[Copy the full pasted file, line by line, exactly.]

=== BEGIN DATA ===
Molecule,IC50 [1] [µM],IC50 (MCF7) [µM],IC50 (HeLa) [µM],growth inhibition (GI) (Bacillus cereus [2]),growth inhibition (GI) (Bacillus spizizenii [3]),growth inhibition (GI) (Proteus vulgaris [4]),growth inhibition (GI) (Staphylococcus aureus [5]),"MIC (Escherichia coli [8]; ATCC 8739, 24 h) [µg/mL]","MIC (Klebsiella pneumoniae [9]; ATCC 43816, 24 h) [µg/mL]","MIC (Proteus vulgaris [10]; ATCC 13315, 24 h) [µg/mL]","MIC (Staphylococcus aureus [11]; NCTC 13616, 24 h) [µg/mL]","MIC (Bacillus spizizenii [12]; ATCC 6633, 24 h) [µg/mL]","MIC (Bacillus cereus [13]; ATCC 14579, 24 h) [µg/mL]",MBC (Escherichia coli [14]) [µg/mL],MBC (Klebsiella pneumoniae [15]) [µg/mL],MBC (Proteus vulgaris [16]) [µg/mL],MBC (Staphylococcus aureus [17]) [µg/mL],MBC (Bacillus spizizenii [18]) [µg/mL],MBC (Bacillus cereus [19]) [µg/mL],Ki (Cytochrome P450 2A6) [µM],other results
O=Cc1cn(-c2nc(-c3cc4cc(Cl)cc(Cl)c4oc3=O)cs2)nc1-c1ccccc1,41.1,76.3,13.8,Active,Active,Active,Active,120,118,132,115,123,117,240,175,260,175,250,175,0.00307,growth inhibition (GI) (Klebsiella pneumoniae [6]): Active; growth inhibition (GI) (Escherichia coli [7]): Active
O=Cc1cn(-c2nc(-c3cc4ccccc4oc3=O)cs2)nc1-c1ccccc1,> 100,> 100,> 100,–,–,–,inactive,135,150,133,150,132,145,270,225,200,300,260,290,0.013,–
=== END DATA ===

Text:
Molecule,IC50 [1] [µM],IC50 (MCF7) [µM],IC50 (HeLa) [µM],growth inhibition (GI) (Bacillus cereus [2]),growth inhibition (GI) (Bacillus spizizenii [3]),growth inhibition (GI) (Proteus vulgaris [4]),growth inhibition (GI) (Staphylococcus aureus [5]),"MIC (Escherichia coli [8]; ATCC 8739, 24 h) [µg/mL]","MIC (Klebsiella pneumoniae [9]; ATCC 43816, 24 h) [µg/mL]","MIC (Proteus vulgaris [10]; ATCC 13315, 24 h) [µg/mL]","MIC (Staphylococcus aureus [11]; NCTC 13616, 24 h) [µg/mL]","MIC (Bacillus spizizenii [12]; ATCC 6633, 24 h) [µg/mL]","MIC (Bacillus cereus [13]; ATCC 14579, 24 h) [µg/mL]",MBC (Escherichia coli [14]) [µg/mL],MBC (Klebsiella pneumoniae [15]) [µg/mL],MBC (Proteus vulgaris [16]) [µg/mL],MBC (Staphylococcus aureus [17]) [µg/mL],MBC (Bacillus spizizenii [18]) [µg/mL],MBC (Bacillus cereus [19]) [µg/mL],Ki (Cytochrome P450 2A6) [µM],other results
O=Cc1cn(-c2nc(-c3cc4cc(Cl)cc(Cl)c4oc3=O)cs2)nc1-c1ccccc1,41.1,76.3,13.8,Active,Active,Active,Active,120,118,132,115,123,117,240,175,260,175,250,175,0.00307,growth inhibition (GI) (Klebsiella pneumoniae [6]): Active; growth inhibition (GI) (Escherichia coli [7]): Active
O=Cc1cn(-c2nc(-c3cc4ccccc4oc3=O)cs2)nc1-c1ccccc1,> 100,> 100,> 100,–,–,–,inactive,135,150,133,150,132,145,270,225,200,300,260,290,0.013,–